Story sees the light of day

Marlborough Express - - FRONT PAGE -

One hun­dred and sev­enty-four years is a long time to wait.

But that’s how long the north­ern South Is­land Ku­ra­haupo¯ tribes waited for the res­o­lu­tion of their set­tle­ments, first made with the Treaty of Wai­tangi in 1840.

In 2014, the Ku­ra­haupo¯ Ki Te Wai­pounamu Trust fi­nally reached a set­tle­ment with the Crown in what would be a land­mark oc­ca­sion rep­re­sent­ing the hard work and toil of a small group of peo­ple, over many gen­er­a­tions, ded­i­cated to set­ting the record straight.

Not an easy task. And it’s a story wait­ing to be told.

A new ex­hibit at the Mil­len­nium Pub­lic Art Gallery called ‘Re­mem­ber­ing the Ku­ra­haupo¯ Set­tle­ment: Nga¯ Paki­aka Mo¯ rehu O Te Whenua’ seeks to tell that story from treaty to set­tle­ment through the eyes of the peo­ple who were there, us­ing pho­to­graphs, arte­facts, let­ters and the writ­ten word. The ex­hibit takes the viewer on a jour­ney through Marl­bor­ough’s Treaty his­tory.

Dr Pe­ter Mei­hana, who con­tributed to the Massey Univer­sity book Treaty on the Ground, said the ex­hi­bi­tion was just one part of the post-set­tle­ment ac­tiv­ity that had been un­der­taken. Much of that had been col­lat­ing the rem­nants of the past be­fore they were lost for­ever.

‘‘I look at this val­ley and ba­si­cally, it’s a class­room,’’ Mei­hana said about the Wairau. ‘‘Now for us, the ex­hi­bi­tion is a chance to retell and to ex­plain to our com­mu­nity where we fit on the land­scape. You know, be­cause all of these land­marks around here tell a story. And so, we want to be able to tell the peo­ple of Marl­bor­ough that these sto­ries be­long to all of us.’’

The Ku­ra­haupo¯ Treaty set­tle­ment in­cluded an apol­ogy, cul­tural re­dress, and a fi­nan­cial pack­age. How­ever, the set­tle­ment meant far more than that. For the team who fronted the ne­go­ti­a­tions, the Ku­ra­haupo¯ set­tle­ment was a demon­stra­tion of their, and their com­mu­nity’s, abil­ity to achieve a set­tle­ment.

‘‘There are peo­ple in Marl­bor­ough that still carry the names for those peo­ple who took the claim back in the 19th cen­tury,’’ Mei­hana said. ‘‘And part of this ex­hi­bi­tion is also about recog­nis­ing, not just those war­riors from the 19th cen­tury, it’s also about those peo­ple who worked re­ally, re­ally hard to get that set­tle­ment. And so, some of them had passed away. So, we want to re­mem­ber those war­riors too, not just the war­riors from the 19th cen­tury but the war­riors from the 21st cen­tury.’’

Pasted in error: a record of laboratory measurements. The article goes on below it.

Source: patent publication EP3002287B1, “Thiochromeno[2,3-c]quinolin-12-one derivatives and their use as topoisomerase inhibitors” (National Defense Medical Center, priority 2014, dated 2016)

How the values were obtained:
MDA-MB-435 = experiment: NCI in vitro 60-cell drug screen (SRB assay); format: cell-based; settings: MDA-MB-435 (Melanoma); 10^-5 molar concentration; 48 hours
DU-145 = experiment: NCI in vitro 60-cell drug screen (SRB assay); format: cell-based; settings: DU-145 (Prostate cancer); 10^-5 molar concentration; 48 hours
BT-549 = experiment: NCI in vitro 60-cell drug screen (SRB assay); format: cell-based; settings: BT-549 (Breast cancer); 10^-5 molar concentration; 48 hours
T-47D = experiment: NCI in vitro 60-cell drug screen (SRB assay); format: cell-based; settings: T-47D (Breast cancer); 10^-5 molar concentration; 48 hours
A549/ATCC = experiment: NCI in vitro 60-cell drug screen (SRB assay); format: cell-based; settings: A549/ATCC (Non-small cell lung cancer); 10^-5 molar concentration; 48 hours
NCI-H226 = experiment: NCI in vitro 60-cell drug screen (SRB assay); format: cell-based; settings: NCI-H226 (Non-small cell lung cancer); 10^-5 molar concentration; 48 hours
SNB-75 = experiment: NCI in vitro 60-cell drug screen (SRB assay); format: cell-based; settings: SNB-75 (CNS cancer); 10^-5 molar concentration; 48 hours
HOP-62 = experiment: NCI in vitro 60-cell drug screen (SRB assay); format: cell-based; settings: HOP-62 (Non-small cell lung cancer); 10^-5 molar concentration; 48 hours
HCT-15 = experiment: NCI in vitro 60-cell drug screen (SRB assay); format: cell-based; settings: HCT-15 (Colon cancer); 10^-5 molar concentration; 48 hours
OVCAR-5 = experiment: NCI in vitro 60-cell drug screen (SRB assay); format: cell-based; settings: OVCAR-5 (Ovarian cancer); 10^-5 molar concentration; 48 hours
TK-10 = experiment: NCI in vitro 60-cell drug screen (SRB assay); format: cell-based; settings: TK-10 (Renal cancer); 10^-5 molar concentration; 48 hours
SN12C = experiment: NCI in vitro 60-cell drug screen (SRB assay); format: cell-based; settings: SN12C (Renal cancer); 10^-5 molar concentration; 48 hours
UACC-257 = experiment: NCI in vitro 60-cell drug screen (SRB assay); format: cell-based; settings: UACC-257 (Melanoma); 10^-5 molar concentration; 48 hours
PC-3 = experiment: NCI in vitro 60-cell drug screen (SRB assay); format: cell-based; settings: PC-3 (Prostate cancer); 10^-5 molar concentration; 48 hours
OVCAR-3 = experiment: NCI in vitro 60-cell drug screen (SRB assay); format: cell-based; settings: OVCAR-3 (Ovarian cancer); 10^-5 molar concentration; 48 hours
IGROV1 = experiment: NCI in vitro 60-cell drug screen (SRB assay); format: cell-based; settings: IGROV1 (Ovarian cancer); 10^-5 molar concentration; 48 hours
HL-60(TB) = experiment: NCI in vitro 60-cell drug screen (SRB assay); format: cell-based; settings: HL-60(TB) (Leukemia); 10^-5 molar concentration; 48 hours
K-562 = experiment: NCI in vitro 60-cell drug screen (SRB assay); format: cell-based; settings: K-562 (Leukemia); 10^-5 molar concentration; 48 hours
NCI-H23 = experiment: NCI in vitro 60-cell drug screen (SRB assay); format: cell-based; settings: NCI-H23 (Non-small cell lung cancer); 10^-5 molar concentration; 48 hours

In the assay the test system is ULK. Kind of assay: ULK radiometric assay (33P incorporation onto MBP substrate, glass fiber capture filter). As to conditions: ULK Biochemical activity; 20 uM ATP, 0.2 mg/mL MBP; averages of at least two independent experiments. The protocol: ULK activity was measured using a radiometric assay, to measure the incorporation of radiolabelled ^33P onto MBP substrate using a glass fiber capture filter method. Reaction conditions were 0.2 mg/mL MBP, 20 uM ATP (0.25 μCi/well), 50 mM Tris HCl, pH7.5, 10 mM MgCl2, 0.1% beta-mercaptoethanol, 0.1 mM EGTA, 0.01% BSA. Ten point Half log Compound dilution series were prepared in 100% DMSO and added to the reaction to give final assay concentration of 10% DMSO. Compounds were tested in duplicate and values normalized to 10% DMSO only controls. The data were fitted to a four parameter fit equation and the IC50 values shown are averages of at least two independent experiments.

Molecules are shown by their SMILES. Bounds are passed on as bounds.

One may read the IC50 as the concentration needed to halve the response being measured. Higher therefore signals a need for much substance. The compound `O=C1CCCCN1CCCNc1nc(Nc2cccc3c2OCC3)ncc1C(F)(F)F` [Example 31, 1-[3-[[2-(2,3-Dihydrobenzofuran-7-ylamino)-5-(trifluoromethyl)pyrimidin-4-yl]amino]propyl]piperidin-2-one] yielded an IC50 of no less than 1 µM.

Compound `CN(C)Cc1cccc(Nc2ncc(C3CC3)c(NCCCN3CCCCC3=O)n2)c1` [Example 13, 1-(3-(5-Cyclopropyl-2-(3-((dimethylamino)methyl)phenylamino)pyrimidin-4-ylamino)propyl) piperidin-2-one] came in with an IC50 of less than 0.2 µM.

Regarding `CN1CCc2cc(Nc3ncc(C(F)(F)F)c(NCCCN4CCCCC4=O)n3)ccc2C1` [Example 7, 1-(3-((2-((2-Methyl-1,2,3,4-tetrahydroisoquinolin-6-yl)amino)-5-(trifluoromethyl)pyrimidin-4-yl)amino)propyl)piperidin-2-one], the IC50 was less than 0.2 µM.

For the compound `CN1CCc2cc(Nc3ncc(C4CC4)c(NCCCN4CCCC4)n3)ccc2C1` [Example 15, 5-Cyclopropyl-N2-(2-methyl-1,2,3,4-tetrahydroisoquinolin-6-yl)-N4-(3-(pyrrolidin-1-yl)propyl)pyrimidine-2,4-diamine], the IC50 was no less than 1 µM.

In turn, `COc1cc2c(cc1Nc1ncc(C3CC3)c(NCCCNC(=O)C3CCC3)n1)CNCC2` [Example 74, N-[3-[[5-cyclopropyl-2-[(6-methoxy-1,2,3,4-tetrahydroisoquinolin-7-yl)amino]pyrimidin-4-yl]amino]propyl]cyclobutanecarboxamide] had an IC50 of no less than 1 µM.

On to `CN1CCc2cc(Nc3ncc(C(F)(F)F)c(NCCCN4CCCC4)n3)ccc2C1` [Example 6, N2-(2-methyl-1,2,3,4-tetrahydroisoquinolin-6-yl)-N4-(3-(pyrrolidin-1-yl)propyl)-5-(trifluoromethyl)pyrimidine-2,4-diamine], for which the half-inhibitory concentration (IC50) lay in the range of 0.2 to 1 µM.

In 2014, the tribes of the north­ern South Is­land trav­elled to Welling­ton for the third read­ing of the Te Tauihu Set­tle­ment Bill. The third read­ing was a sig­nif­i­cant mo­ment for the Ku­ra­haupo¯ tribes.

Due to their ‘land­less’ sta­tus dur­ing A woman has been re­united with a fam­ily heir­loom watch that once be­longed to a Catholic nun.

Jane Mac­don­ald, who lives in Pic­ton, was a vic­tim in a spate of bur­glar­ies that took place across the top of the South at the start of the year.

Christo­pher Payne, 38, was ar­rested last month and charged in con­nec­tion with 19 bur­glar­ies in which he’s ac­cused of steal­ing more than $200,000 worth of jew­ellery and prop­erty.

The po­lice in­ves­ti­ga­tion is now fo­cused on re­unit­ing the stolen prop­erty with its own­ers.

Mac­don­ald was bur­gled on March 29.

‘‘I had some of my own jew­ellery, in­her­ited jew­ellery, and fam­ily jew­ellery, and among it was some of mother’s jew­ellery,’’ she said.

A watch be­long­ing to Sis­ter Mary Genevieve, Mac­don­ald’s mother’s cousin, was in­cluded in the miss­ing items, but Mac­don­ald hadn’t ini­tially re­alised it was gone.

It was only af­ter she read about the mys­tery ‘‘Sis­ter Mary Genevieve’’ watch in the Nel­son Mail ap­peal­ing for in­for­ma­tion, that she’d put two-andtwo to­gether. ‘‘I thought, ‘there’s only one Sis­ter Mary Genevieve and she was my mother’s cousin’,’’ she said.

On closer in­spec­tion she recog­nised the sil­ver en­graved fam­ily heir­loom.

‘‘I went ‘oh bingo, that watch was in my drawer’.’’

When Sis­ter Mary Genevieve had died, the watch was left to Mac­don­ald’s mother, who has also since died.

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